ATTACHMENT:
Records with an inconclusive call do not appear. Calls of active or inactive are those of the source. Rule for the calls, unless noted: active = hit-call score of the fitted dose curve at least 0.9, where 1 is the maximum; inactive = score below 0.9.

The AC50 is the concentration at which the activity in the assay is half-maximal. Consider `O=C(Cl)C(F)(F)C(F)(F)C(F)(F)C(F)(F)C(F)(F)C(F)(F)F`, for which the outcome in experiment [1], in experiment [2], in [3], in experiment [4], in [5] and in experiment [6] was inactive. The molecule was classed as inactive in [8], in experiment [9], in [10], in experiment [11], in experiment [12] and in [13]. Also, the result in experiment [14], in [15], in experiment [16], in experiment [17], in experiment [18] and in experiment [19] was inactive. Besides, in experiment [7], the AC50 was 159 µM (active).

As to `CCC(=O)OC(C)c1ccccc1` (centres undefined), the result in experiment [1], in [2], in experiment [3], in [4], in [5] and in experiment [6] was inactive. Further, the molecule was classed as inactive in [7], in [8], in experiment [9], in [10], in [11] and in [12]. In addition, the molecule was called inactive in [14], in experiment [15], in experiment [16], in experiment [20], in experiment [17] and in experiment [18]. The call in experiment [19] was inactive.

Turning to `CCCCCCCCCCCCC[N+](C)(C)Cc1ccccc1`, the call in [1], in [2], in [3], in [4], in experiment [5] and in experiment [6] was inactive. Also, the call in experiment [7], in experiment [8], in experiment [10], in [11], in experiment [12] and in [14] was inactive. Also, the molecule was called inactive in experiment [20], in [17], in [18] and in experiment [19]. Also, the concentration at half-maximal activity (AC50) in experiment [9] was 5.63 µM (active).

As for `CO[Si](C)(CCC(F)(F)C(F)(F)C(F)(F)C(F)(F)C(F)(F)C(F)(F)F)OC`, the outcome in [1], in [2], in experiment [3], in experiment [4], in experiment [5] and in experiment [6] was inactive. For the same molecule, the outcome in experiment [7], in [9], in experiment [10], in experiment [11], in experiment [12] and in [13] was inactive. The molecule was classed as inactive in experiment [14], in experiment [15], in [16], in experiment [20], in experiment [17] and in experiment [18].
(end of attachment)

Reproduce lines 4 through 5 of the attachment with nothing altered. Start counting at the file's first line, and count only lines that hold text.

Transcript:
Turning to `CCCCCCCCCCCCC[N+](C)(C)Cc1ccccc1`, the call in [1], in [2], in [3], in [4], in experiment [5] and in experiment [6] was inactive. Also, the call in experiment [7], in experiment [8], in experiment [10], in [11], in experiment [12] and in [14] was inactive. Also, the molecule was called inactive in experiment [20], in [17], in [18] and in experiment [19]. Also, the concentration at half-maximal activity (AC50) in experiment [9] was 5.63 µM (active).

As for `CO[Si](C)(CCC(F)(F)C(F)(F)C(F)(F)C(F)(F)C(F)(F)C(F)(F)F)OC`, the outcome in [1], in [2], in experiment [3], in experiment [4], in experiment [5] and in experiment [6] was inactive. For the same molecule, the outcome in experiment [7], in [9], in experiment [10], in experiment [11], in experiment [12] and in [13] was inactive. The molecule was classed as inactive in experiment [14], in experiment [15], in [16], in experiment [20], in experiment [17] and in experiment [18].